The joint feasibility study between Australia and Germany, HySupply, to determine the viability of a renewable energy-based hydrogen supply chain between the two countries, has progressed again after global firm RWE Supply & Trading and Australian-based The Hydrogen Utility signed a Memorandum of Understanding which could see green ammonia exports from South Australia to Germany’s LNG Terminal in Brunsbüttel.
Jordanian government officials have met with a delegation from Fortescue Metals Group to discuss investment opportunities in green hydrogen and ammonia, although details of the meeting remain scant.
Greek energy company Mytilineos and its subsidiary Metka EGN continue to put down roots in the Australian market, signing a Power Purchasing Agreement which will allow construction to commence on its 23 MW extension to Wagga Wagga North Solar Farm. The extension comes after the company was fined in January for breaching its Aboriginal Heritage Impact Permit by commencing works without first notifying Heritage NSW, leading to the destruction of Indigenous artefacts.
In a strange synchronicity, two of Australia’s major aspiring vanadium producers have today come out with announcements. TNG Limited has solidified a deal to commercialise vanadium redox flow batteries using output from its Mount Peake project, while competitor Australian Vanadium has filed a patent application for its vanadium processing route.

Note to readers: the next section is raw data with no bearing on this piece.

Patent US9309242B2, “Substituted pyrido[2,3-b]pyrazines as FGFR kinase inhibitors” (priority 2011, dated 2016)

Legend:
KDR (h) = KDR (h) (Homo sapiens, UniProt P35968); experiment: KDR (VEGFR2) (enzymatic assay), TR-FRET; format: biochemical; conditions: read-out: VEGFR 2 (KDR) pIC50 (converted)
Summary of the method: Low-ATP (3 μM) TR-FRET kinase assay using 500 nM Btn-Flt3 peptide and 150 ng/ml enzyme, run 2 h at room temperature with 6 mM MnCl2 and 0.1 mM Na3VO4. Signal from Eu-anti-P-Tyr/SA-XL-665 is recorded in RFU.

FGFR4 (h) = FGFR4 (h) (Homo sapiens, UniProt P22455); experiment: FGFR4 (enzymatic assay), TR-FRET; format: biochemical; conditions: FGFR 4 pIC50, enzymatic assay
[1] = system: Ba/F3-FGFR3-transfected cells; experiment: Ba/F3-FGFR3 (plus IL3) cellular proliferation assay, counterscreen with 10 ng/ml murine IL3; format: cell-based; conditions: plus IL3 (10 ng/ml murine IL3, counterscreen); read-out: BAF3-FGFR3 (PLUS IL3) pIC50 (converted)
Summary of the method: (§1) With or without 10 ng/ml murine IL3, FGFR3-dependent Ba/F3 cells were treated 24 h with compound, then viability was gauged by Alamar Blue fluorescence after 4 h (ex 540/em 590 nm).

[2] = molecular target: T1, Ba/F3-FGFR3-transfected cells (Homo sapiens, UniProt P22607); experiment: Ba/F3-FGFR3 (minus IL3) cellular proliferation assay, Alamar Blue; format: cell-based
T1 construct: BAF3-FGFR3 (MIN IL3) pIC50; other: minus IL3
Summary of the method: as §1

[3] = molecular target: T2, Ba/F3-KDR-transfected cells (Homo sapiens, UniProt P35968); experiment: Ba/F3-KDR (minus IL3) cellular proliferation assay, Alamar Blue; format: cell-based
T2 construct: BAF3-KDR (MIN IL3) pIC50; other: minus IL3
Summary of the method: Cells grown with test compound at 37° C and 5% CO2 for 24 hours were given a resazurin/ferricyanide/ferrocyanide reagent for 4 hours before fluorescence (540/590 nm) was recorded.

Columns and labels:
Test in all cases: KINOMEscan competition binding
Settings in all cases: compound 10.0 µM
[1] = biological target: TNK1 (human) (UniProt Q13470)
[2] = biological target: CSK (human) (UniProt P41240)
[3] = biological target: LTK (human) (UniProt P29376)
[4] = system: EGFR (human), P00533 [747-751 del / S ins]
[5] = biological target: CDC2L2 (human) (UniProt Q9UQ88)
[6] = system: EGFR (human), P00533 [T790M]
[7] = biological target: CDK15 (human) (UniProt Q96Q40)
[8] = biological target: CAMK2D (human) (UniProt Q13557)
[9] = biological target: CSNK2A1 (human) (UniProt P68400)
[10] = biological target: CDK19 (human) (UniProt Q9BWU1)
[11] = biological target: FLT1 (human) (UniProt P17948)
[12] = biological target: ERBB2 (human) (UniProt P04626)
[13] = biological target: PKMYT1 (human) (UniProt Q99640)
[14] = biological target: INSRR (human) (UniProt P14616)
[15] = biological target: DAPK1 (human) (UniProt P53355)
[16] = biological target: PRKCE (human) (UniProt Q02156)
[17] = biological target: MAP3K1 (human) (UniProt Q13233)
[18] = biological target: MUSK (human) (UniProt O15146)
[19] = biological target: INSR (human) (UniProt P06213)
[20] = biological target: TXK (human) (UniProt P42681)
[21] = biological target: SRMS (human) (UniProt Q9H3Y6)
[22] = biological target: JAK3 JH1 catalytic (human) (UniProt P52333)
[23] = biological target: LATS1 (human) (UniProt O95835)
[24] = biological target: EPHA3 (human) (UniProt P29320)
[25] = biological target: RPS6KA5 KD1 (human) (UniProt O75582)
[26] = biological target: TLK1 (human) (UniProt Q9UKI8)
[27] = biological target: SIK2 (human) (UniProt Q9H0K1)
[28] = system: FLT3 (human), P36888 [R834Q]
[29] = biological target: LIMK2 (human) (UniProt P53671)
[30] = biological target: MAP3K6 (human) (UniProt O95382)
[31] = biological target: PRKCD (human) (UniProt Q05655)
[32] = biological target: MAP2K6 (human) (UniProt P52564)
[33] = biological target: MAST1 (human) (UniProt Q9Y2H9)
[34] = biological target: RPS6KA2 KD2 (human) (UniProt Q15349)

Energy giant AGL has signed a memorandum of understanding with Finnish technology company Wärtsilä, to develop large-scale hybrid energy systems for AGL’s commercial and industrial customers.
A $50,000 development grant will be awarded to the winner of this year’s national ClimateLaunchpad competition, which aims launch early-stage cleantech startups into the market.
The Clean Energy Regulator told pv magazine Australia it’s focussing its attention on rooting out misbehaving installers, armed with new automated data analytics models and stronger bonds with industry co-regulators like the Clean Energy Council.
Concentrated solar thermal technology developed with input from CSIRO, the Australian National University and the University of Adelaide, has been funded for a commercial-scale test by the United States Department of Energy.
Australia’s first renewables brokering service, Teho, aims to tie together the disparate industry threads of solar, batteries, EVs and renewable energy retailers and simplify the path towards renewables for everyday people. Pv magazine Australia spoke to the two brothers behind the business, Jonathan and David Green (yes, that really is their surname), about the gap in the market they seek to tap.
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